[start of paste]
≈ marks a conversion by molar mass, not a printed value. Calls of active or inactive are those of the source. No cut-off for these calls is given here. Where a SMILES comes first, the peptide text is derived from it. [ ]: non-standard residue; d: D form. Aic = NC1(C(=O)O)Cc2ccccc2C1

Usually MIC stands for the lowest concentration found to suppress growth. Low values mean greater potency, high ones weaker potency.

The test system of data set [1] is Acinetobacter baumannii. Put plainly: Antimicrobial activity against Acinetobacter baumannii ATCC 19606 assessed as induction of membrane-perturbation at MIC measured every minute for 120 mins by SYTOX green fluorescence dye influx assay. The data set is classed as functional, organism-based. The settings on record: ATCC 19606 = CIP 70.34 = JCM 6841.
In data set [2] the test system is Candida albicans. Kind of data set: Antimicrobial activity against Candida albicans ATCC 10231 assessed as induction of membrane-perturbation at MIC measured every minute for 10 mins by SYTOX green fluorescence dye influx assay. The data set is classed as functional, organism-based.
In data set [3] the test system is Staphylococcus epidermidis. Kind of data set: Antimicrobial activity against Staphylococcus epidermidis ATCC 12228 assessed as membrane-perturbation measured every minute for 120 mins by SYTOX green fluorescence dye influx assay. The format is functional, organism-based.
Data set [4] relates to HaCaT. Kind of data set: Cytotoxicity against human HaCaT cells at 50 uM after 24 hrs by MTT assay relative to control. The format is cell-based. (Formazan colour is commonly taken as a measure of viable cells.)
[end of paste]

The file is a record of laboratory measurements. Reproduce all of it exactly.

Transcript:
≈ marks a conversion by molar mass, not a printed value. Calls of active or inactive are those of the source. No cut-off for these calls is given here. Where a SMILES comes first, the peptide text is derived from it. [ ]: non-standard residue; d: D form. Aic = NC1(C(=O)O)Cc2ccccc2C1

Usually MIC stands for the lowest concentration found to suppress growth. Low values mean greater potency, high ones weaker potency.

The test system of data set [1] is Acinetobacter baumannii. Put plainly: Antimicrobial activity against Acinetobacter baumannii ATCC 19606 assessed as induction of membrane-perturbation at MIC measured every minute for 120 mins by SYTOX green fluorescence dye influx assay. The data set is classed as functional, organism-based. The settings on record: ATCC 19606 = CIP 70.34 = JCM 6841.
In data set [2] the test system is Candida albicans. Kind of data set: Antimicrobial activity against Candida albicans ATCC 10231 assessed as induction of membrane-perturbation at MIC measured every minute for 10 mins by SYTOX green fluorescence dye influx assay. The data set is classed as functional, organism-based.
In data set [3] the test system is Staphylococcus epidermidis. Kind of data set: Antimicrobial activity against Staphylococcus epidermidis ATCC 12228 assessed as membrane-perturbation measured every minute for 120 mins by SYTOX green fluorescence dye influx assay. The format is functional, organism-based.
Data set [4] relates to HaCaT. Kind of data set: Cytotoxicity against human HaCaT cells at 50 uM after 24 hrs by MTT assay relative to control. The format is cell-based. (Formazan colour is commonly taken as a measure of viable cells.)